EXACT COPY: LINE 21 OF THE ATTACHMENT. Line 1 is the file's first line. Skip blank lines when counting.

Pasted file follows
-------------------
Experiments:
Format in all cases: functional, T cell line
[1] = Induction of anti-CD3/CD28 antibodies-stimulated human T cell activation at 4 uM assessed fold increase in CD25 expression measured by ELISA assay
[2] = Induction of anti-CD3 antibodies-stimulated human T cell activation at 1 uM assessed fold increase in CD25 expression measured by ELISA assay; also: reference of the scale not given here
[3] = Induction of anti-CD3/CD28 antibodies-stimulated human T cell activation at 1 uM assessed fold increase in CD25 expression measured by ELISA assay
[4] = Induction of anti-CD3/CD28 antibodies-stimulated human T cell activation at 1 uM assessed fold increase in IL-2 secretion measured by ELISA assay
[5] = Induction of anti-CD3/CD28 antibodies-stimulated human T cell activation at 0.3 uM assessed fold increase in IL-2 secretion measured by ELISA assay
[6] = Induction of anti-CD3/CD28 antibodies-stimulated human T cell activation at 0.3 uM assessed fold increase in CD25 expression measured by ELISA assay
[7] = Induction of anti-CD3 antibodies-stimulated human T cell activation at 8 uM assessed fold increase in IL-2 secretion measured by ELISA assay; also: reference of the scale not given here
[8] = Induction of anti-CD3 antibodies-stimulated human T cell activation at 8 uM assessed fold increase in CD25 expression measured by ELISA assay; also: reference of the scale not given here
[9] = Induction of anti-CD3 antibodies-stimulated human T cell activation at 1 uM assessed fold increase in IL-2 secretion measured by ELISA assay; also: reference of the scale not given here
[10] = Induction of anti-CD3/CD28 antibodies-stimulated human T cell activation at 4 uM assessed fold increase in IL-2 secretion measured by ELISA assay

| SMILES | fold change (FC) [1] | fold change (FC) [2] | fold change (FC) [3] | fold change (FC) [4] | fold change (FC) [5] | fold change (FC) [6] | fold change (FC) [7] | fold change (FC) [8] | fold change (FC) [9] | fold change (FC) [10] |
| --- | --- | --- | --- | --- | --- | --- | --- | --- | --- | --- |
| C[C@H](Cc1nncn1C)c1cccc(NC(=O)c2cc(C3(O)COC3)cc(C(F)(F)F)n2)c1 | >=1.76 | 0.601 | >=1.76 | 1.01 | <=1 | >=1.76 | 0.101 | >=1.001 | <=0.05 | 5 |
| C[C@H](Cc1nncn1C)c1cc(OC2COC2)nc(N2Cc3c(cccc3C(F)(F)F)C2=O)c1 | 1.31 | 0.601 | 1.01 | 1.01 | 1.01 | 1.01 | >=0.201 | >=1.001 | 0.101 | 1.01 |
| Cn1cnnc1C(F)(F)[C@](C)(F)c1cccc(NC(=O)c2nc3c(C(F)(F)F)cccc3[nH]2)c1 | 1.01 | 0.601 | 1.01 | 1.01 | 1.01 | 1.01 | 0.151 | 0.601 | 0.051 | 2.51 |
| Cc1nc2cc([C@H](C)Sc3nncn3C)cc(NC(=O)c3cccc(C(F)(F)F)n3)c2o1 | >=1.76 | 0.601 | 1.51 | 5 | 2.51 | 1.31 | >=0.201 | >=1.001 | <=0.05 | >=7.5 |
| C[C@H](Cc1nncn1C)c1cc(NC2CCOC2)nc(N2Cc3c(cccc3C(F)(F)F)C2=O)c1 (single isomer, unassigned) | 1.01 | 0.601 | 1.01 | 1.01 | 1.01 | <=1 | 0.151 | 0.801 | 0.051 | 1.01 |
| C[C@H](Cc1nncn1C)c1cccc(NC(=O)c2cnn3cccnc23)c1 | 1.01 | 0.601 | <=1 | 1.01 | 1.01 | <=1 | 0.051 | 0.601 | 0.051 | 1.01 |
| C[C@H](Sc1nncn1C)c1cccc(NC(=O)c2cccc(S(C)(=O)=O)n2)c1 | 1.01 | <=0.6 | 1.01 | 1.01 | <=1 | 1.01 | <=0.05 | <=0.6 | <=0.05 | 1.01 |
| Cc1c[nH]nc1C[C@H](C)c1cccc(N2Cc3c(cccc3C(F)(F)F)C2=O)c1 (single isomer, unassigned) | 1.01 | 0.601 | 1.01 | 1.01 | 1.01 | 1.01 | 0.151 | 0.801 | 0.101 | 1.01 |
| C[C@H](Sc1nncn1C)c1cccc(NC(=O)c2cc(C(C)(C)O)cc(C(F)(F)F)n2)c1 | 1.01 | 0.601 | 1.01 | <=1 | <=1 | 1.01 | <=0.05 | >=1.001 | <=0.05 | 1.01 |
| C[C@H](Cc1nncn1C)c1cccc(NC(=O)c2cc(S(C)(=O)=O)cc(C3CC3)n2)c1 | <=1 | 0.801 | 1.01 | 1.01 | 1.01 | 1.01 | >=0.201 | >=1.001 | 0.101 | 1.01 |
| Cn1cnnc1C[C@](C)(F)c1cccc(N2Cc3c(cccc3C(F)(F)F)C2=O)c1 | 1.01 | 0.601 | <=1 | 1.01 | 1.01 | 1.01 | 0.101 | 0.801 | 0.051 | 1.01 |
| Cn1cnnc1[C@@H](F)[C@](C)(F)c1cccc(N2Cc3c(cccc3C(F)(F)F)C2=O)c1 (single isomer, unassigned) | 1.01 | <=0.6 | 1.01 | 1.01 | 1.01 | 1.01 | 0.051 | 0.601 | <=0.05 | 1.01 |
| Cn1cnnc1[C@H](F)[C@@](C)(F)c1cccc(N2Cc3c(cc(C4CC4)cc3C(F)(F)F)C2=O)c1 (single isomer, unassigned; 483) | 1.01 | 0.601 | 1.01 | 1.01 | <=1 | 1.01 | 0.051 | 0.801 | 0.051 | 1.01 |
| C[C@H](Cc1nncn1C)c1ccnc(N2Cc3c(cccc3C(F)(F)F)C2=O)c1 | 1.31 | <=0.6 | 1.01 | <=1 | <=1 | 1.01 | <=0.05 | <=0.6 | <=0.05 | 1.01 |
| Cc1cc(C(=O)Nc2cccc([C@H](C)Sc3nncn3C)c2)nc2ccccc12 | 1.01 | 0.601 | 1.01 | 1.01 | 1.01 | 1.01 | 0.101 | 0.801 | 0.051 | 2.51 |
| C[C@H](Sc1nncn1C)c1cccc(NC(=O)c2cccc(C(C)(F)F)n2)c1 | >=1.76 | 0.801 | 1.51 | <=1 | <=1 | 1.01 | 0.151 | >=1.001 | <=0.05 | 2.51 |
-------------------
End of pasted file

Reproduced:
| C[C@H](Sc1nncn1C)c1cccc(NC(=O)c2cccc(S(C)(=O)=O)n2)c1 | 1.01 | <=0.6 | 1.01 | 1.01 | <=1 | 1.01 | <=0.05 | <=0.6 | <=0.05 | 1.01 |